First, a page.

|Some food toxic for pets.|
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|PMID: 21217849 Owner: NLM Status: PubMed-not-MEDLINE|
|According to world statistics, dogs and cats are the species that owners most frequently seek assistance with potential poisonings, accounting 95-98% of all reported animal cases. Exposures occur more commonly in the summer and in December that is associated with the holiday season. The majority (>90%) of animal poisonings are accidental and acute in nature and occur near or at the animal owner's home. Feeding human foodstuff to pets may also prove dangerous for their health.The aim of this review was to present common food items that should not be fed (intentionally or unintentionally) to dogs, i.e. chocolate, caffeine, and other methylxanthines, grapes, raisins, onion, garlic, avocado, alcohol, nuts, xylitol contained in chewing gum and candies, etc. Onion and avocado are toxic for cats, too. The clinical effects of individual toxicants and possible therapy are also mentioned. Knowing what human food has the potential to be involved in serious toxicoses should allow veterinarians to better educate their clients on means of preventing pet poisonings.It can be concluded that the best advice must surely be to give animal fodder or treats specifically developed for their diets.|
|Natália Kovalkovičová; Irena Sutiaková; Juraj Pistl; Václav Sutiak|
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|Type: Journal Article Date: 2009-09-28|
|Title: Interdisciplinary toxicology Volume: 2 ISSN: 1337-9569 ISO Abbreviation: Interdiscip Toxicol Publication Date: 2009 Sep|
|Created Date: 2011-01-10 Completed Date: 2011-07-14 Revised Date: 2013-05-29|
Medline Journal Info:
|Nlm Unique ID: 101528175 Medline TA: Interdiscip Toxicol Country: Slovakia|
|Languages: eng Pagination: 169-76 Citation Subset: -|
|University of Veterinary Medicine, Komenského 73, 041 81 Košice, Slovak Republic.|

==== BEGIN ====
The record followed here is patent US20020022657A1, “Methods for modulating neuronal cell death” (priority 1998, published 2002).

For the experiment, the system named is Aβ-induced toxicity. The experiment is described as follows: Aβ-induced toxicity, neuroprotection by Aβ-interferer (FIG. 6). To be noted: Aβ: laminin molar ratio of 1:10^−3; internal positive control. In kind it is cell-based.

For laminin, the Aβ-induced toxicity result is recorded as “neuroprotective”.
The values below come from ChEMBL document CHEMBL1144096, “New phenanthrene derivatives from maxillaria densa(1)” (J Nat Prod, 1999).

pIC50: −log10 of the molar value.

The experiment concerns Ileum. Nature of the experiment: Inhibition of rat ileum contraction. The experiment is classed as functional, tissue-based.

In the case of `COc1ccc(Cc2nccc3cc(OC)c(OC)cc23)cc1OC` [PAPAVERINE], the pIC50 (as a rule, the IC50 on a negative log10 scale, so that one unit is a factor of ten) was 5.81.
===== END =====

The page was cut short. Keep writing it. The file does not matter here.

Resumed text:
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Journal ID (nlm-ta): Interdiscip Toxicol
Journal ID (publisher-id): ITX
Publisher: Slovak Toxicology Society SETOX
Copyright©2009 Slovak Toxicology Society SETOX
Received Day: 15 Month: 7 Year: 2009
Revision Received Day: 27 Month: 8 Year: 2009
Accepted Day: 28 Month: 8 Year: 2009
Print publication date: Month: 9 Year: 2009
Electronic publication date: Day: 28 Month: 9 Year: 2009
Volume: 2 Issue: 3
First Page: 169 Last Page: 176
PubMed Id: 21217849
Publisher Id: ITX-2-169
|Some food toxic for pets|
1University of Veterinary Medicine, Komenského 73, 041 81 Košice, Slovak Republic
2University of Prešov, Ul. 17. Novembra 1, 081 16 Prešov, Slovak Republic
|Correspondence: Correspondence address: Natália Kovalkovičová, DVM., PhD., University of Veterinary Medicine, Komenského 73, 041 81 Košice, Slovak Republic. TEL: +421915984674; E-MAIL: firstname.lastname@example.org
There is an unlimited number of agents by which exposed animals may become poisoned, and for the most part, which specific agents are involved in animal poisonings will be dependent upon what is available in the animals' environment, the potential or inclination for the animal to be exposed to the agent, the amount of agent to which the animal is exposed, and the individual sensitivity of the animal to the effects of the agent (Gupta, 2007).